HiZ>? MENUS ? Help I Status info M Bus mode B Terminal speed O Data display format V Check supply voltages F Frequency count on AUX G Frequency generator/PWM on AUX C AUX pin assignment L Bit order P Pullup resistors = HEX/DEC/BIN converter ~ Self test # Reset $ Bootloader SYNTAX A/a/@ AUX output toggle H/L/read W/w Power supply toggle on/off d (D) Measure voltage on ADC probe (continuous) [ ({) Start (with read) ] or } Stop R or r Read byte 0b Write BIN byte 0h or 0x Write HEX byte 0-255 Write DEC byte , Delimiter (also space) & 1uS delay : Repeat (r:2, 0x0a:4, &:20, ^:2, etc.) (#) Run macro, (0) for macro list RAW BUS OPERATIONS /\ Clock H/L -/_ Data H/L . Read data input pin state ^ Clock tick ! Read bit HiZ>

Type M to see the mode menu:

HiZ>M 1. HiZ 2. 1-WIRE 3. UART 4. I2C 5. SPI 6. JTAG 7. RAW2WIRE 8. RAW3WIRE 9. PC KEYBOARD 10. LCD (1) >5 Mode selected

I want SPI so typed 5. I'm then asked for various settings for SPI:

Set speed: 1. 30KHz 2. 125KHz 3. 250KHz 4. 1MHz (1) >1

The SCP1000 datasheet says it can go up to 500kHz. Speed is not of the essence so I just went with the slowest.

Clock polarity: 1. Idle low *default 2. Idle high (1) >2

I picked Idle high based on the SPI examples in the datasheet. It probably works either way round.

Output clock edge: 1. Idle to active 2. Active to idle *default (2) >1 Input sample phase: 1. Middle *default 2. End (1) >2

I picked the above two settings based on the following from the datasheet:

"Bits from MOSI line are sampled in on the rising edge of SCK and bits to MISO line are latched out on falling edge of SCK."

Select output type: 1. Open drain (H=Hi-Z, L=GND) 2. Normal (H=3.3V, L=GND) (1) >2

Open drain isn't mentioned anywhere in the datasheet, I went with normal.

READY SPI>

Good to go. The mode light should now be on and probably also the VREG one.

I hooked up the Bus Pirate's Aux line to the DRDY pin. This one goes high when there's data ready to read. I can check for this by typing an @.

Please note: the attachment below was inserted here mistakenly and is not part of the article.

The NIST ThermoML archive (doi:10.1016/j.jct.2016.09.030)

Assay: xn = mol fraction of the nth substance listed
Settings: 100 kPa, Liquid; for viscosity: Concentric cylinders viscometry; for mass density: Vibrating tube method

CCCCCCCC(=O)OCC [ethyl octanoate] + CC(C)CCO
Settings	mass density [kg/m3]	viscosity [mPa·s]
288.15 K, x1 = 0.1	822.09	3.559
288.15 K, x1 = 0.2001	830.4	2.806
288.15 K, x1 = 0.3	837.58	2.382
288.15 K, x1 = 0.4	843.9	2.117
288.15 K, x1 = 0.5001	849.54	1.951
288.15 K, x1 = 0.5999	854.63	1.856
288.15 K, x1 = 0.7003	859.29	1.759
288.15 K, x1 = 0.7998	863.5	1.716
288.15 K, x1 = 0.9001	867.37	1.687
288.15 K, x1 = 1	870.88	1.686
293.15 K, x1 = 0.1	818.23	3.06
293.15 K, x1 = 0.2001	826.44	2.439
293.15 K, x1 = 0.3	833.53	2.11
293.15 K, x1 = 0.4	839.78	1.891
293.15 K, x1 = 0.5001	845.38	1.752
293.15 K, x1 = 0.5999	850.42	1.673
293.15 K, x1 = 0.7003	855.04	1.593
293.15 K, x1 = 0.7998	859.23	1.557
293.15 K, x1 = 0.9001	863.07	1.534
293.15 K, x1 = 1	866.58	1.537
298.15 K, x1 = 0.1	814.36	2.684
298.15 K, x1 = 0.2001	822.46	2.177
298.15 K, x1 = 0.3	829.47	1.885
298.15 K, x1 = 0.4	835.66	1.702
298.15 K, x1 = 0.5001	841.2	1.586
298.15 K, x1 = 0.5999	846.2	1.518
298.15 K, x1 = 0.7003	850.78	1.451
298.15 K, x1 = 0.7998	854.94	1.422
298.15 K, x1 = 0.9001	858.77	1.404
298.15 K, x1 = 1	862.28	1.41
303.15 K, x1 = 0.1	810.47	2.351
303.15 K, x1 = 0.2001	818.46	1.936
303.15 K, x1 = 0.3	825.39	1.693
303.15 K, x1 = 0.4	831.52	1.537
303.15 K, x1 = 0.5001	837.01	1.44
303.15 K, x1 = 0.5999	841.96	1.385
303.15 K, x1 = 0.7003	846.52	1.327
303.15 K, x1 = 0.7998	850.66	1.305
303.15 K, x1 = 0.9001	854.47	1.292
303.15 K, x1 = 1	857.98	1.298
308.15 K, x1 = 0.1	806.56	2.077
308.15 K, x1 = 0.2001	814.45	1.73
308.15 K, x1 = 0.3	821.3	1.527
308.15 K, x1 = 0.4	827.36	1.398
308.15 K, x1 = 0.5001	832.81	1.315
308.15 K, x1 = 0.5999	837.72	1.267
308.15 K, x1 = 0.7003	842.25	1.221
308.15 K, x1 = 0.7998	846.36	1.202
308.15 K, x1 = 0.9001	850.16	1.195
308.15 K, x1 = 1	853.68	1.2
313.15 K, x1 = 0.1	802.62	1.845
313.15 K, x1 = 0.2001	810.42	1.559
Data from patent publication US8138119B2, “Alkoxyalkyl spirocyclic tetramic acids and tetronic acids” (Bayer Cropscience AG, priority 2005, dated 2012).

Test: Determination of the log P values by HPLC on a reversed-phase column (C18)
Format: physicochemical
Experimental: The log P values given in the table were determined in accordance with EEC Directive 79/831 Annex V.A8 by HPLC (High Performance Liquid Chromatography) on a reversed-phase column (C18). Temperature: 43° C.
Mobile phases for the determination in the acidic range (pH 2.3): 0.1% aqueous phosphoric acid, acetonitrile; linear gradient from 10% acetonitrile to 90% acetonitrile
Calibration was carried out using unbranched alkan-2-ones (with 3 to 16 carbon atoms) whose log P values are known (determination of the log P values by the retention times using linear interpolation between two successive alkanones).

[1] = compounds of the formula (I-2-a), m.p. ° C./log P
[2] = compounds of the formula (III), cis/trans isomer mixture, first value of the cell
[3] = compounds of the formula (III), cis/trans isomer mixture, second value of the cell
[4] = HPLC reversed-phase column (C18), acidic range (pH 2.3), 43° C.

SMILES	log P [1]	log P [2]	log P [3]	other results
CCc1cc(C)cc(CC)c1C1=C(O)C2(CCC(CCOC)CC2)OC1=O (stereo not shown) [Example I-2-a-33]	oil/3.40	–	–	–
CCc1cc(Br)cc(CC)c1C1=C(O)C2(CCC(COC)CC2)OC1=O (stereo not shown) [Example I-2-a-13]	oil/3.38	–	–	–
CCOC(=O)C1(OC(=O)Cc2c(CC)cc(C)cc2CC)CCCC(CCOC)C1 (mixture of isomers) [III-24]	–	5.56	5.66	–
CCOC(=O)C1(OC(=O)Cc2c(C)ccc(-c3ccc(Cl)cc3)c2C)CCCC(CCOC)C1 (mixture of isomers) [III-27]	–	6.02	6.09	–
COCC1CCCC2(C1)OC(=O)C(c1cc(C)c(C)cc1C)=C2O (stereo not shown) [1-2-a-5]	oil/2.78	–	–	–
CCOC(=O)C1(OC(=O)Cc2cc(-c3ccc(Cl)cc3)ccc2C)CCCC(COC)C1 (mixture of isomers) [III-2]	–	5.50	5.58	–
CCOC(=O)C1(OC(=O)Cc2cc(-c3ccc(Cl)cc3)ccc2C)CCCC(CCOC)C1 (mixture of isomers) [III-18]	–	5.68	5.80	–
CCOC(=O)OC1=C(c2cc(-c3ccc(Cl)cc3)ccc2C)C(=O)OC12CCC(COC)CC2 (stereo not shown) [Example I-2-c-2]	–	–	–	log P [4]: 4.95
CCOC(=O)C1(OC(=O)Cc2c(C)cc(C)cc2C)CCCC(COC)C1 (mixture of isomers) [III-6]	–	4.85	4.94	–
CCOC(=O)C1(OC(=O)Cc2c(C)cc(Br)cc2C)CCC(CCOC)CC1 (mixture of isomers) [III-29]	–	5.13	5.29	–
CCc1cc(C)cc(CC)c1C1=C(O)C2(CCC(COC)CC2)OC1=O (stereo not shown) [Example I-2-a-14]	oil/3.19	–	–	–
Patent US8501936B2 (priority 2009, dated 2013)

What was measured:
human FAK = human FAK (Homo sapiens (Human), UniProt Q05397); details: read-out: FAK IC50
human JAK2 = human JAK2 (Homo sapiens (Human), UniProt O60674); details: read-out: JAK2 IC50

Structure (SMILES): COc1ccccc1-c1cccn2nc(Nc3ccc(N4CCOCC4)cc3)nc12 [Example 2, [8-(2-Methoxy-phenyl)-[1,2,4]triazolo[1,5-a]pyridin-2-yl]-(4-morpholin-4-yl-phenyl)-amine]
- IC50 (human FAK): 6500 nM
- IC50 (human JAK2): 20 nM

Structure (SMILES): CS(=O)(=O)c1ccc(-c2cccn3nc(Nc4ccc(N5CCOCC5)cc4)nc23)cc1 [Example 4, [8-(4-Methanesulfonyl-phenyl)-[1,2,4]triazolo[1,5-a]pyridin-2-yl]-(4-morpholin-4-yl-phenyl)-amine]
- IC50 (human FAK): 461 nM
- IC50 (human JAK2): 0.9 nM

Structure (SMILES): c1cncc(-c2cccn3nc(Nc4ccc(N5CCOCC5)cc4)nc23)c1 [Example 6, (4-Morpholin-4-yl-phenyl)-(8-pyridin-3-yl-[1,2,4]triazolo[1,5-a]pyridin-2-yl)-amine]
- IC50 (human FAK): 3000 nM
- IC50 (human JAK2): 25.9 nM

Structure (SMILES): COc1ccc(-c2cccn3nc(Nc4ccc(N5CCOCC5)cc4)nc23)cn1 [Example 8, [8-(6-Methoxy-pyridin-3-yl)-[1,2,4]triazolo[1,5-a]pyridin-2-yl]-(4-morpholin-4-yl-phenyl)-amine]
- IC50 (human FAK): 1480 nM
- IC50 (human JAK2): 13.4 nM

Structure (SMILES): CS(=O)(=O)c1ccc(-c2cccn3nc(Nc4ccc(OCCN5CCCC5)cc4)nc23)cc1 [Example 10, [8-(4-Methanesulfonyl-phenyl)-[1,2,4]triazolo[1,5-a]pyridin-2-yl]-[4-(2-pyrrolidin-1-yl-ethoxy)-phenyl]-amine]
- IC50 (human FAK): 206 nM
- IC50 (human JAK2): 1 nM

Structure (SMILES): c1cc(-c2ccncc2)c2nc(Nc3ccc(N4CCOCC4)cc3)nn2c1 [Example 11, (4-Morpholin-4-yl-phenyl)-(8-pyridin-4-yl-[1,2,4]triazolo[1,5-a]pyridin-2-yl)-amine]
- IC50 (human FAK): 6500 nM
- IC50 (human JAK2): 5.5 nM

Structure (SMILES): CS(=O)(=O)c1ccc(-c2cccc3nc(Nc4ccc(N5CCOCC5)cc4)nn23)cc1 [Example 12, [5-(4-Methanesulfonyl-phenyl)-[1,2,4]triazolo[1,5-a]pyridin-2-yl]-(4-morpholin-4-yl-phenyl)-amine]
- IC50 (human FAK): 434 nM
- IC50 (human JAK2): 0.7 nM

SPI>@ AUX INPUT/HI-Z, READ: 0

Nothing to read yet. Not surprising because I haven't told it which sampling mode to use.

The SCP1000 has four modes: high resolution, high speed, ultra low power and low power with an external trigger. All fairly self explanatory, I want high resolution. Communication is done by reading and writing to numbered registers which are either 8 or 16 bits wide. They're all detailed in the datasheet. All SPI communication starts with a byte that has the register number in the top six bits, bit seven is 0 for reading or 1 for writing and bit eight is always 0. The following bytes are then either the data to write or 0xFF when reading.

So to engage high resolution mode I need to write 0x0A to register 0x03. The register byte is arranged like so:

0x03 = 000011 Write & 1 0 Pad & 0 = 00001110 = 0x0E

On the Bus Pirate a { means start the protocol by enabling the CS pin and I want to read after every write. } means stop. Commands can be strung together on one line by separating them with a space. So I proceed like so:

SPI>{ 0x0E 0x0A } CS ENABLED WRITE: 0x0E READ: 0x00 WRITE: 0x0A READ: 0x00 CS DISABLED

Now to check the DRDY pin:

SPI>@ AUX INPUT/HI-Z, READ: 1

It's high! So there's readings to read. I'll start by reading the temperature in register 0x21 which is 16 bits wide.

0x21 = 100001 Read & 0 0 Pad & 0 = 10000100 = 0x84

I write two 0xFF bytes just to cause it to read the result bytes, they don't actually do anything.

SPI>{ 0x84 0xFF 0xFF } CS ENABLED WRITE: 0x84 READ: 0x00 WRITE: 0xFF READ: 0x01 WRITE: 0xFF READ: 0xB3 CS DISABLED

Ta da! It's a balmy 0x01 0xB3. Converting the temperature is explained in the datasheet with examples, but basically it's MSB first, 14 bit, twos-complement then divide by 20. So the above comes to 21.75 degrees centigrade.

Getting the pressure involves reading two registers, 0x1F for the top part (8 bits wide) and 0x20 for the bottom part (16 bits wide).

SPI>{ 0x7C 0xFF } CS ENABLED WRITE: 0x7C READ: 0xFF WRITE: 0xFF READ: 0x06 CS DISABLED SPI>{ 0x80 0xFF 0xFF } CS ENABLED WRITE: 0x80 READ: 0x00 WRITE: 0xFF READ: 0x25 WRITE: 0xFF READ: 0x5E CS DISABLED

The result is 0x06 0x25 0x5E. Again MSB first and it's an unsigned integer so I just stick the bytes together then divide by 4 to get the reading in Pascals, which is 100695.5.